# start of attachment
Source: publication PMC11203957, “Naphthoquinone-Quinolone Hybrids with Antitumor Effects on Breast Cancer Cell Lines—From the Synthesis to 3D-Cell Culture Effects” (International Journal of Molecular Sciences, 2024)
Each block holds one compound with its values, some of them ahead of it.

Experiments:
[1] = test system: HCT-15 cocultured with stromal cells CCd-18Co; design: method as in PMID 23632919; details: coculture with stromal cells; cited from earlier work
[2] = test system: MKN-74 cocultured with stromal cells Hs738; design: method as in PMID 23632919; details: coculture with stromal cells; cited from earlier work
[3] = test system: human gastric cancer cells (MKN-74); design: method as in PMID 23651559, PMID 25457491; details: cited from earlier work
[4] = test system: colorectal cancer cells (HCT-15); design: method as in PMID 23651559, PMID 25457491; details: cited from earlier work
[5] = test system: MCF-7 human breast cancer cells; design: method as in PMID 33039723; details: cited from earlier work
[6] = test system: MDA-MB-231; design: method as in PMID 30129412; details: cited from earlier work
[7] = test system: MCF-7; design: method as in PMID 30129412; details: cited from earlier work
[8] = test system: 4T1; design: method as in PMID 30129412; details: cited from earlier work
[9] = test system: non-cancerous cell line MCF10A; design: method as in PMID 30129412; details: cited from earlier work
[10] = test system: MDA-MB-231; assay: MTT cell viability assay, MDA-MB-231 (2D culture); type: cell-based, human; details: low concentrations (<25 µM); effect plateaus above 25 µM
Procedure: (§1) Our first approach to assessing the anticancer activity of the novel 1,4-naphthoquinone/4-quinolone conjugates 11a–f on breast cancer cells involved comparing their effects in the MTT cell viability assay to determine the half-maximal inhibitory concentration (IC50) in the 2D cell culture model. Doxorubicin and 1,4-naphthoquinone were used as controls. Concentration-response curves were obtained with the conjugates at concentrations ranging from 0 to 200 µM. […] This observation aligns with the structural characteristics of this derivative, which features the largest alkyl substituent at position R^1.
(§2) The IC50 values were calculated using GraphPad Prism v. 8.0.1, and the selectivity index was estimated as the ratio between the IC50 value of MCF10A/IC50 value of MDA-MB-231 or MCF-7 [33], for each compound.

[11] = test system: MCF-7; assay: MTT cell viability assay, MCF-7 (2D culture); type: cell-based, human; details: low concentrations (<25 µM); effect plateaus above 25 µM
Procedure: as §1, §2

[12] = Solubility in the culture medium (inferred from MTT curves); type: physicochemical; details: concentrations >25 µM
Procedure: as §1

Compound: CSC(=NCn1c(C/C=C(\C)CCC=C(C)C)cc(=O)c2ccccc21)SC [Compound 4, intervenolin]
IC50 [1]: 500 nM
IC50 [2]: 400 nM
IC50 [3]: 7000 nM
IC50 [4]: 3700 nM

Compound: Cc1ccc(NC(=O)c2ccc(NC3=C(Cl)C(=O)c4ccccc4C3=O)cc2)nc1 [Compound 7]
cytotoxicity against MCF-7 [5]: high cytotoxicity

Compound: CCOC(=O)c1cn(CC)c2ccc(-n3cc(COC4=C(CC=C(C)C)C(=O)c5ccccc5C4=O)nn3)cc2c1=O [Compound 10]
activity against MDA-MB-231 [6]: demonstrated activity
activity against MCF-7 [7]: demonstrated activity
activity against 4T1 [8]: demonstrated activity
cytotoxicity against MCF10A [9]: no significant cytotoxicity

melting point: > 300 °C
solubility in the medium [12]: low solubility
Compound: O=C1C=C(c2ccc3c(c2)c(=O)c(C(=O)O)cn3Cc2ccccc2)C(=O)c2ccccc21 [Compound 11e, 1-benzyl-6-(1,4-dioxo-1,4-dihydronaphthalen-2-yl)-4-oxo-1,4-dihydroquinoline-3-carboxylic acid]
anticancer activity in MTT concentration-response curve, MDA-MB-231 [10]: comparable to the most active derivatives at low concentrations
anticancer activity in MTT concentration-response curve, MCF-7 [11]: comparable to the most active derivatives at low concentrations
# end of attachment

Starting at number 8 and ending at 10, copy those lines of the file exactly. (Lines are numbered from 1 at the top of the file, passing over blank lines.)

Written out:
[5] = test system: MCF-7 human breast cancer cells; design: method as in PMID 33039723; details: cited from earlier work
[6] = test system: MDA-MB-231; design: method as in PMID 30129412; details: cited from earlier work
[7] = test system: MCF-7; design: method as in PMID 30129412; details: cited from earlier work